10/31Sample Design Cases

Design Research Methodologies and Example Discussions V
Boling (2014)
Yamagata-Lynch & Luetkehans (2014)
Choose another design case to read from IJDL

Text: Martin & Hanington (2012)

11/7Design is it Uniquely Wicked?
Farrell & Hooker (2013)
Buchanan (1992)
Nelson & Stolterman (2012) chp. 11 & 12

Reflective Journal Entry 5
Post 3 pages double-spaced worth of your Design Philosophy Paper Draft
Your entry is due 11/9, your comments to others are due 11/11

11/14Design as a Social Activity
Dong (2009) chp. 1
Iversen, Halskov, & Leong (2012)

Design Philosophy Paper

1311/21Design Practice, Methods, Science, and Education Discussion

and Participant work time
Krippendorff (2006) chp. 7
Text: Lawson & Dorst (2009) chp. 6
 14 11/28Participant PresentationsAssignment
Design Case and Analysis Presentation
Design Case and Analysis Paper
Throughout the Semester Determined to be Necessary
  • Martin, B. & Hanington, B. (2012). Universal methods of design: 100 ways to research complex problems, develop innovative ideas, and Design Effective Solutions. Rockport Publishers.
Week 1
  • Smith, K. M., & Boling, E. (2009). What do we make of design?: Design as a concept in educational technology. Educational Technology, 49(4), 3–17.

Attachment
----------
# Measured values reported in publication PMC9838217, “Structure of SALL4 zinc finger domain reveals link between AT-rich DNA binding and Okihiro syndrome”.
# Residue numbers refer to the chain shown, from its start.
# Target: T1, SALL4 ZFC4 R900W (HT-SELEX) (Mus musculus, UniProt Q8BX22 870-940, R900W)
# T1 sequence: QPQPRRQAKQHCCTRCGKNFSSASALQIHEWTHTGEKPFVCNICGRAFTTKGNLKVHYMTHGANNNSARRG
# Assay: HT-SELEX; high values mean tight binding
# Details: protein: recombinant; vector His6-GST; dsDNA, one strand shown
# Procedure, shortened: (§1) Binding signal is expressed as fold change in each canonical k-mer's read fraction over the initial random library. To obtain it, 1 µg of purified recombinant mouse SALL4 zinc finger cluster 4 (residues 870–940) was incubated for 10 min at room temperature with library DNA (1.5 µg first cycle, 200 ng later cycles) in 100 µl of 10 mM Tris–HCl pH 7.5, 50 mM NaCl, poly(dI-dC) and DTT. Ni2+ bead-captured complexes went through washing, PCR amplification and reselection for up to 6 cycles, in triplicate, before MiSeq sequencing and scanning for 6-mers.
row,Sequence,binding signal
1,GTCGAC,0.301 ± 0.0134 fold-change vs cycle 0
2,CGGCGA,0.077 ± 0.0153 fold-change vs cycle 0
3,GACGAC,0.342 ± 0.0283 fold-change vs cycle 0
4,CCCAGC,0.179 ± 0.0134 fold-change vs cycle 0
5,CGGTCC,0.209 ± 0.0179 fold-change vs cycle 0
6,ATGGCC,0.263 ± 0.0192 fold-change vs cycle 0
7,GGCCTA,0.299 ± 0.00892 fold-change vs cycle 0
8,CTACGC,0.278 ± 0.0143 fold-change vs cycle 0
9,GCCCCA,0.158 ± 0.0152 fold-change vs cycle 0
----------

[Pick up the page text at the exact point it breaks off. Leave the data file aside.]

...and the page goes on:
• Cross, N. (2006). Designerly Ways of Knowing. Springer. chp. 1
  • Rittel, H. W. J., & Webber, M. M. (1973). Dilemmas in a general theory of planning. Policy Sciences, 4(2), 155–169. doi:10.1007/BF01405730

Week 2

  • Boling, E., & Smith, K. M. (2012). The changing nature of design. In R. Reiser & J. V. Dempsey (Eds.), Trends and Issues in Instructional Design and Technology (3rd ed., pp. 358–366). Allyn & Bacon.
  • Jonassen, D. H. (2011). Learning to Solve Problems: A Handbook for Designing Problem-Solving Learning Environments. Routledge. chp. 7
  • Rowland, G. (1993). Designing and instructional design. Educational Technology Research and Development, 41(1), 79–91. doi:10.1007/BF02297094

Week 3

  • Lawson, B., & Dorst, K. (2009). Design Expertise. Architectural Press. chp 2
  • Nelson, H. G., & Stolterman, E. (2012). The Design Way: Intentional Change in an Unpredictable World (2nd edition.). The MIT Press. chp. 14
  • Löwgren, J., & Stolterman, E. (2007). Thoughtful Interaction Design: A Design Perspective on Information Technology. The MIT Press. chp. 3
Week 4
  • Cross, N. (2011). Design Thinking: Understanding How Designers Think and Work. Berg Publishers.
  • Cross, N. (2006). Designerly Ways of Knowing. Springer. chp. 2
  • Martin, B., & Hanington, B. (2012). Universal Methods of Design: 100 Ways to Research Complex Problems, Develop Innovative Ideas, and Design Effective Solutions. Rockport Publishers.

Week 5

Week 6

  • Cross, N. (2006). Designerly Ways of Knowing. Springer. chp. 4
  • Dorst, K. (2011). The core of “design thinking” and its application. Design Studies, 32(6), 521–532. doi:10.1016/j.destud.2011.07.006